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Tuesday, September 16, 2008

Hurricane Ike

Hurricane Ike tore into South Texas with larger-than-life size and tidal surge last Saturday morning. I lived most of my life in South East Texas and the landscapes that were riped apart have deeply rooted memories. Most of my friends and all of my family live there. The reporters have more than covered the details, but this storm and that place are more than just statistics.

It was an unusual storm and those of us that know the Gulf Coast, don't remember one like this. It was massively wide at over 900 miles, the eye was enormous and though it was "only" a Cat 2, it surged like a 4. The powerful force from Africa that drove the winds and rain didn't just stop at Texas. Sunday night I felt the winds on my skin moved by that same energy that has killed so many and destroyed so much. Life was extinguished from Cuba to the mid-western United states. Hurricanes aren't just a coastal threat, though they are hit the hardest. Our friend said, "I live in St. Louis and I've been hit by 2 hurricanes this year!"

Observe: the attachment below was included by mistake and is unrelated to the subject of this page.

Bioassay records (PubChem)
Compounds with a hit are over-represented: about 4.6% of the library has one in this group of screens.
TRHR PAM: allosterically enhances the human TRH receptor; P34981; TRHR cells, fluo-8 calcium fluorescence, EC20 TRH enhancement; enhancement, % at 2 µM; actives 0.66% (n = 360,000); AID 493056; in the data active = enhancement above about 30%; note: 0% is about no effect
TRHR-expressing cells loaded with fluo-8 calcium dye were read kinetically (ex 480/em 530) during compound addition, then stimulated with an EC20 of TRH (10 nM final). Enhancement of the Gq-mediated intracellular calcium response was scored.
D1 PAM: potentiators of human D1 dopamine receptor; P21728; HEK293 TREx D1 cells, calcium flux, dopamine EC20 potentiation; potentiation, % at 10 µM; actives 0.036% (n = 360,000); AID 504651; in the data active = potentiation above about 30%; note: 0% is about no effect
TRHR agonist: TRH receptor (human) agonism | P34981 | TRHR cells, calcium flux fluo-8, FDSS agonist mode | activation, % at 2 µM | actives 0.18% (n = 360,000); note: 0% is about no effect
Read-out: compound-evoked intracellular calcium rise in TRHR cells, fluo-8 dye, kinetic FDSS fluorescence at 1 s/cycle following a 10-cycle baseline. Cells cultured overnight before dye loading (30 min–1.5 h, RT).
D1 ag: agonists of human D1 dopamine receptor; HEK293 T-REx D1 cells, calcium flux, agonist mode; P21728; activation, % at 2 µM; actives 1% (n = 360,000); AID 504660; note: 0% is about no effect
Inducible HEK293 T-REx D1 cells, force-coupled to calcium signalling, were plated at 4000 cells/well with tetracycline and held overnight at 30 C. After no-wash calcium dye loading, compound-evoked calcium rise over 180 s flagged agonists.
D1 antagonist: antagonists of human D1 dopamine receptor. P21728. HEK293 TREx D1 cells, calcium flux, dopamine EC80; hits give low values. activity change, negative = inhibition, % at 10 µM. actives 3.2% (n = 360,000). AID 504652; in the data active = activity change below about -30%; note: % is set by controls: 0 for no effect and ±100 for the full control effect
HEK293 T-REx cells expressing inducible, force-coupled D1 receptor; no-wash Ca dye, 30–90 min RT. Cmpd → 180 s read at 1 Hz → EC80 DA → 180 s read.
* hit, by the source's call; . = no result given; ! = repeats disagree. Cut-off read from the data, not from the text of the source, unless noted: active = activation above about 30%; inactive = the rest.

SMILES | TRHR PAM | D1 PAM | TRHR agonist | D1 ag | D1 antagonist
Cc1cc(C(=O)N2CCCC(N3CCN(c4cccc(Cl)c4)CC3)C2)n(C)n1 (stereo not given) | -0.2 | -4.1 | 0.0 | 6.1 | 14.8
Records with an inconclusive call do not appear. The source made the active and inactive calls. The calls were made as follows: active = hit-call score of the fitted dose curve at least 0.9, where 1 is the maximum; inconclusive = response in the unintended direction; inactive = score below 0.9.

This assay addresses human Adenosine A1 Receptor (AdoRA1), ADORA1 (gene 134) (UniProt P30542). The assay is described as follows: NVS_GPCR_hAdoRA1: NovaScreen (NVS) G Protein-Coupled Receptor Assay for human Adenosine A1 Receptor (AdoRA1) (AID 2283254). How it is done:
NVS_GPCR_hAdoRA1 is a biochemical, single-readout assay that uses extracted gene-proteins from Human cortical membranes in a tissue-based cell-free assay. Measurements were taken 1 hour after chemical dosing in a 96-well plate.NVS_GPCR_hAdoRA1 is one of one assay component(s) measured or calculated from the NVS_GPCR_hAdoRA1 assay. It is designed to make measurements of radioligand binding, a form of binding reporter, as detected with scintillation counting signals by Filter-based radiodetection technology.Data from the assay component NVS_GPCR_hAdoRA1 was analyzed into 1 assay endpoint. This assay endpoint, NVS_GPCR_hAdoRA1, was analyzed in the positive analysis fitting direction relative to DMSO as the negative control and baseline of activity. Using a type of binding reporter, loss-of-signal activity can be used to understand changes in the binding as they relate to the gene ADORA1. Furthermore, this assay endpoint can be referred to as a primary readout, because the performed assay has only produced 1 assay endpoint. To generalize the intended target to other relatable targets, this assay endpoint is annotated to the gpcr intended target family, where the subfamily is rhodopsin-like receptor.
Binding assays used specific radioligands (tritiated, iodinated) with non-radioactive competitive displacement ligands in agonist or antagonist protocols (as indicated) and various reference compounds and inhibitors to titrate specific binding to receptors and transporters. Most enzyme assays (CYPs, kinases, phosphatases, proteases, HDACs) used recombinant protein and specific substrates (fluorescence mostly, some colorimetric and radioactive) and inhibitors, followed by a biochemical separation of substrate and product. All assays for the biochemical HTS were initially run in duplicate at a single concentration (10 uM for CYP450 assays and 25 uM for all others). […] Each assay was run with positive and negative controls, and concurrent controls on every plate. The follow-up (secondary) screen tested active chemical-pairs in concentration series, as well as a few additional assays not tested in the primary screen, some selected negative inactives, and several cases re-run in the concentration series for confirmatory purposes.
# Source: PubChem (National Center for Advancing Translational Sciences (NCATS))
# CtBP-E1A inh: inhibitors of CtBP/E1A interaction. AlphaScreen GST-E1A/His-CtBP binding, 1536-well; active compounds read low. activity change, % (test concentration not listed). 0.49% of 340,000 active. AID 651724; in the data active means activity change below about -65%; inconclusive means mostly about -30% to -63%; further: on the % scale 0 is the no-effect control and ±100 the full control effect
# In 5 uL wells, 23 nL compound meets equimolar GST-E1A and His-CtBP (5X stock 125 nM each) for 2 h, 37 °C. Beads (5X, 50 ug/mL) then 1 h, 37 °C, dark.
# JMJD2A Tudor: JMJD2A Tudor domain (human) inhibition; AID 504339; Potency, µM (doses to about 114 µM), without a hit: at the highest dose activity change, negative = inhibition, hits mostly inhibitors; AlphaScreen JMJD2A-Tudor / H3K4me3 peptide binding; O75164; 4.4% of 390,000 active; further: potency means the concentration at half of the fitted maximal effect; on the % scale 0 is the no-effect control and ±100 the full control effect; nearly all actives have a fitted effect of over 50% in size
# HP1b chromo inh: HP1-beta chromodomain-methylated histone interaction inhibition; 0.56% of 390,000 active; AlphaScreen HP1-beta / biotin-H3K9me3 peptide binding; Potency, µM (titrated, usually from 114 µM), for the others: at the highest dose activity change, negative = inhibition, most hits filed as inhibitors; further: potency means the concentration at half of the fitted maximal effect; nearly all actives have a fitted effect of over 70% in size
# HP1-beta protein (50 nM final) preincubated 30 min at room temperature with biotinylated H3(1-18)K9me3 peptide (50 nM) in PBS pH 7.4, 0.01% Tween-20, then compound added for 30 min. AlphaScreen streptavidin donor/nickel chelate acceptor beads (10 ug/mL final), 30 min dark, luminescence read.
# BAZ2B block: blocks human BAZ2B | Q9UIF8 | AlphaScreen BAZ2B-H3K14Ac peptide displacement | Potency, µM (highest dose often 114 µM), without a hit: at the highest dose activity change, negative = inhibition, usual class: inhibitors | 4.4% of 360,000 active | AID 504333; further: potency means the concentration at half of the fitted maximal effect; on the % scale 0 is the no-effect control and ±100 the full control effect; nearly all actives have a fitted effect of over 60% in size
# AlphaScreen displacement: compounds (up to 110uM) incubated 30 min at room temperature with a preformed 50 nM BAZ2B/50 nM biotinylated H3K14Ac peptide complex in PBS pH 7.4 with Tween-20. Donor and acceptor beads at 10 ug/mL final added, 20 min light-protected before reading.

One of the hardest hit was Bolivar. No, a barrier island protecting a shoreline is not a good place for a permanent residence and people should not have stayed. That doesn't take away from the fact that there is real suffering, real loss, and a lot of people still in a state of shock. There is no excuse for them to have stayed, but so many of the hurricane warnings are false alarms for that area. Projecting their path is not a science (though they like to think it is). Many of the people that live there have lived in that area most of their lives and have never seen a category 2 storm project this amount of change. Normally the wind blows, the water comes up some, you loose a few trees, no power for a few days and maybe loose the stuff under your house. Things are different now, the weather is more extreme and there are so many more people with their buildings. Each storm is so different and this one hit them head on.